In June, ACEP Now brought you the story of emergency physician and documentary filmmaker Ryan McGarry, MD, and his film Code Black, which chronicles life in the emergency department at University of Southern California Los Angeles County General Hospital. With a successful film launch under his belt and a television pilot being explored, Dr. McGarry recently sat down with ACEP Now’s medical editor-in-chief, Kevin M. Klauer, DO, EJD, FACEP, to provide an update on the film that has brought the reality of work in the ED to audiences nationwide.
Explore This IssueACEP Now: Vol 33 – No 10 – October 2014
KK: How did the opening of Code Black go?
RM: One could describe Code Black as a series of small miracles. It probably feels very similar to anyone who’s embarked on a push for a major grant. You get the grant, you’re so relieved that you got the grant, and you realize, “Oh my gosh, now that I’ve got the grant, I have to do the study.” And there are all the barriers and things that could fall through. In the same way, Code Black has been on that trajectory where at every point I’m guardedly surprised that we keep advancing, and a theatrical release is no exception.
New York was a big surprise for us. Your film is going to get reviewed by The New York Times when you open a film in New York—it’s partly why you do it—and they’ve been known to really be tough. When [the review] came out, man, was it great! They made us a Critic Pick, which is a pretty high honor; only a handful of films get that each year. New York is a pretty competitive place, and we held for two weeks there, which is very strong for a documentary, seeing that every Friday new films come in.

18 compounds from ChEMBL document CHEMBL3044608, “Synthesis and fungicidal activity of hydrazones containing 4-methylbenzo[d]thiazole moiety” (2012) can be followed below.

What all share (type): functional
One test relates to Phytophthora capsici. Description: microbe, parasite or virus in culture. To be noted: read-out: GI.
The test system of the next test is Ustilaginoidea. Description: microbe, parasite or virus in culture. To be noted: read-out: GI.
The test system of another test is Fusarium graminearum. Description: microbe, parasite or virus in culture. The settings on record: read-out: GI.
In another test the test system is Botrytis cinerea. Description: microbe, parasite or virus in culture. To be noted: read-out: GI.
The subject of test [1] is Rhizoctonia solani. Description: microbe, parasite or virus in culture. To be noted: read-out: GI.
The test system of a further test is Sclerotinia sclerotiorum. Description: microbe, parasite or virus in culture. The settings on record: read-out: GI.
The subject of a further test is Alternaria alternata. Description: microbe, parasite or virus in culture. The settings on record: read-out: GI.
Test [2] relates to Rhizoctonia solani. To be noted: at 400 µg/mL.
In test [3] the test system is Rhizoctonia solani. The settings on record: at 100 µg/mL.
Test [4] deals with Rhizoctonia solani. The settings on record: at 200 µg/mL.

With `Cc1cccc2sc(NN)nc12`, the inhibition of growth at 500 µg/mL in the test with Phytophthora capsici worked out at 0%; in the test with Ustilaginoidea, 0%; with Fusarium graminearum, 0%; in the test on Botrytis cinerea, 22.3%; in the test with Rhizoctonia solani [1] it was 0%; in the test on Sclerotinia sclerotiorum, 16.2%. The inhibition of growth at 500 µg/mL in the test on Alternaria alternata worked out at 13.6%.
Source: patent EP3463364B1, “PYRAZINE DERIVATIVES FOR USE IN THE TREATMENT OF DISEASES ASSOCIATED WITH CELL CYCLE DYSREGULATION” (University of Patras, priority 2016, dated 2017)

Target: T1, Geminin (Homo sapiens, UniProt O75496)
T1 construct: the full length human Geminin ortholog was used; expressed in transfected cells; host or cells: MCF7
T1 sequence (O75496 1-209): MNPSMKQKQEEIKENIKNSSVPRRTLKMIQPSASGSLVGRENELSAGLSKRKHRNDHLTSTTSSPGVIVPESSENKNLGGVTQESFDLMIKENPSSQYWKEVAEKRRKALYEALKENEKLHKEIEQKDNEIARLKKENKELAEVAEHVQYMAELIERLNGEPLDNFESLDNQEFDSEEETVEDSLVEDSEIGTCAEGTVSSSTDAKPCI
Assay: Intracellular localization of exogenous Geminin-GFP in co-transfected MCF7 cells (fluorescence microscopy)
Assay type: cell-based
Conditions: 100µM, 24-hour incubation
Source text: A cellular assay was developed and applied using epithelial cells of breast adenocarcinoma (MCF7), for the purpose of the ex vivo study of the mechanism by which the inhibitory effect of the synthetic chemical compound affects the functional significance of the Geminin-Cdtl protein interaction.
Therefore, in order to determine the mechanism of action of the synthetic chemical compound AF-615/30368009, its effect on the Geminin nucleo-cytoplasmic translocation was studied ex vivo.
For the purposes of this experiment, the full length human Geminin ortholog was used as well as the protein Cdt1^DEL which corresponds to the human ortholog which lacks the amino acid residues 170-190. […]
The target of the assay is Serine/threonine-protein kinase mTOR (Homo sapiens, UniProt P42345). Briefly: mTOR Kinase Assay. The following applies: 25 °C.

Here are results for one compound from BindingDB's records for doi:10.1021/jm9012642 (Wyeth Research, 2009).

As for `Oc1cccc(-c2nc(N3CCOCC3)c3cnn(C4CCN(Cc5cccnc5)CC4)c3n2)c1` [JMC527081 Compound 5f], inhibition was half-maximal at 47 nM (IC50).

We premiered in L.A. a week later, and the L.A. Times gave us a glowing review. We held strong almost for six straight weeks here, which is really unusual for any film in the summer but especially for a documentary is almost unheard of.
KK: How many people have seen it so far?
RM: Around 50,000, including the festival screenings and everything else. Keep in mind that people see movies now at home on their laptops, on Netflix, on iTunes, so that’s still to come. We will be on those platforms around the holidays. We expect the greater viewership to occur at that time.